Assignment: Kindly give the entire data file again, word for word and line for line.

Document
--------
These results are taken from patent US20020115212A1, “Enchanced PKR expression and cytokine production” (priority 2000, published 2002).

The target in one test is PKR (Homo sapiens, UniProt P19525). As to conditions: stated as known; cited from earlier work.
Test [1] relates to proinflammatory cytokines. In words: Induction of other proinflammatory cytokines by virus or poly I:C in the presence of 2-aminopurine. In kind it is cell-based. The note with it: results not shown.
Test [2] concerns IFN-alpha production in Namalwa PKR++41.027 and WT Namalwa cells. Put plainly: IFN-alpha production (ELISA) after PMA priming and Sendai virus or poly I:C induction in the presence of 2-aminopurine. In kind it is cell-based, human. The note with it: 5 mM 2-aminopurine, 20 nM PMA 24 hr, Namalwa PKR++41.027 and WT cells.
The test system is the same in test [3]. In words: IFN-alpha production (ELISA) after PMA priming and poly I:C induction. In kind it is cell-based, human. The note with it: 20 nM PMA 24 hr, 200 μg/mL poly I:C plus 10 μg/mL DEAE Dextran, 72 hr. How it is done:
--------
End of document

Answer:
These results are taken from patent US20020115212A1, “Enchanced PKR expression and cytokine production” (priority 2000, published 2002).

The target in one test is PKR (Homo sapiens, UniProt P19525). As to conditions: stated as known; cited from earlier work.
Test [1] relates to proinflammatory cytokines. In words: Induction of other proinflammatory cytokines by virus or poly I:C in the presence of 2-aminopurine. In kind it is cell-based. The note with it: results not shown.
Test [2] concerns IFN-alpha production in Namalwa PKR++41.027 and WT Namalwa cells. Put plainly: IFN-alpha production (ELISA) after PMA priming and Sendai virus or poly I:C induction in the presence of 2-aminopurine. In kind it is cell-based, human. The note with it: 5 mM 2-aminopurine, 20 nM PMA 24 hr, Namalwa PKR++41.027 and WT cells.
The test system is the same in test [3]. In words: IFN-alpha production (ELISA) after PMA priming and poly I:C induction. In kind it is cell-based, human. The note with it: 20 nM PMA 24 hr, 200 μg/mL poly I:C plus 10 μg/mL DEAE Dextran, 72 hr. How it is done: